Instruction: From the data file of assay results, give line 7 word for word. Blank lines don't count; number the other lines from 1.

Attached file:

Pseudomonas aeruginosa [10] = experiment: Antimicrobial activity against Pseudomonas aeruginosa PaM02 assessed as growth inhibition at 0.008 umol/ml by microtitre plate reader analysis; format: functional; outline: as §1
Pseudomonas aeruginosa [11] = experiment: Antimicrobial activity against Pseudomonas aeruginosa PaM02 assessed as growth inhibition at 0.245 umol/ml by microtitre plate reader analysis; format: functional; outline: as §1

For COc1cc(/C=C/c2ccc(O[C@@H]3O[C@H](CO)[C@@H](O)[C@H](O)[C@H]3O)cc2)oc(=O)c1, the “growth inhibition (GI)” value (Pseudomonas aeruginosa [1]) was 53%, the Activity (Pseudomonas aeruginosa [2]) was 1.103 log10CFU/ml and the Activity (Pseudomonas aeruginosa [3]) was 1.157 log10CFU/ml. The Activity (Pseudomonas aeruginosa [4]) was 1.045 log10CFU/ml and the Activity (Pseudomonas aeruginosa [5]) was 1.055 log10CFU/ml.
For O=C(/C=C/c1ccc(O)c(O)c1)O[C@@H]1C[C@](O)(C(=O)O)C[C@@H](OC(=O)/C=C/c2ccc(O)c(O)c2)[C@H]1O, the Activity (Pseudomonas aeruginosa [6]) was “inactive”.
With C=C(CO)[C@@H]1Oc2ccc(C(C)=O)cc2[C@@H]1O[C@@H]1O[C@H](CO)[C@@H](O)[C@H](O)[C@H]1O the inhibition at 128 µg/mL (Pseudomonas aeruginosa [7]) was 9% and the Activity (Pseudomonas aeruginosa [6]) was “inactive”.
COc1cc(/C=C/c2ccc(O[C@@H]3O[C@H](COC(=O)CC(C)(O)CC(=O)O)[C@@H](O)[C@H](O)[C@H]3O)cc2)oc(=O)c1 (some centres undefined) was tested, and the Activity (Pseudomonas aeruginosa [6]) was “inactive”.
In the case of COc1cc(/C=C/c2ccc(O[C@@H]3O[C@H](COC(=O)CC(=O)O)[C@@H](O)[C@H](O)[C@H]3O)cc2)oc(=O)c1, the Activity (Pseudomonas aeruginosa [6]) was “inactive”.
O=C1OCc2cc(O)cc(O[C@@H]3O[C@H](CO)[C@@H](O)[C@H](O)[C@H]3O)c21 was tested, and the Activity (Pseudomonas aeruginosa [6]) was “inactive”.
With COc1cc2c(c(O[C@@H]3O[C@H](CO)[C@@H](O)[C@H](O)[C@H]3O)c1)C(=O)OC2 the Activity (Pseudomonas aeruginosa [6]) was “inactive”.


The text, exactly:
In the case of COc1cc(/C=C/c2ccc(O[C@@H]3O[C@H](COC(=O)CC(=O)O)[C@@H](O)[C@H](O)[C@H]3O)cc2)oc(=O)c1, the Activity (Pseudomonas aeruginosa [6]) was “inactive”.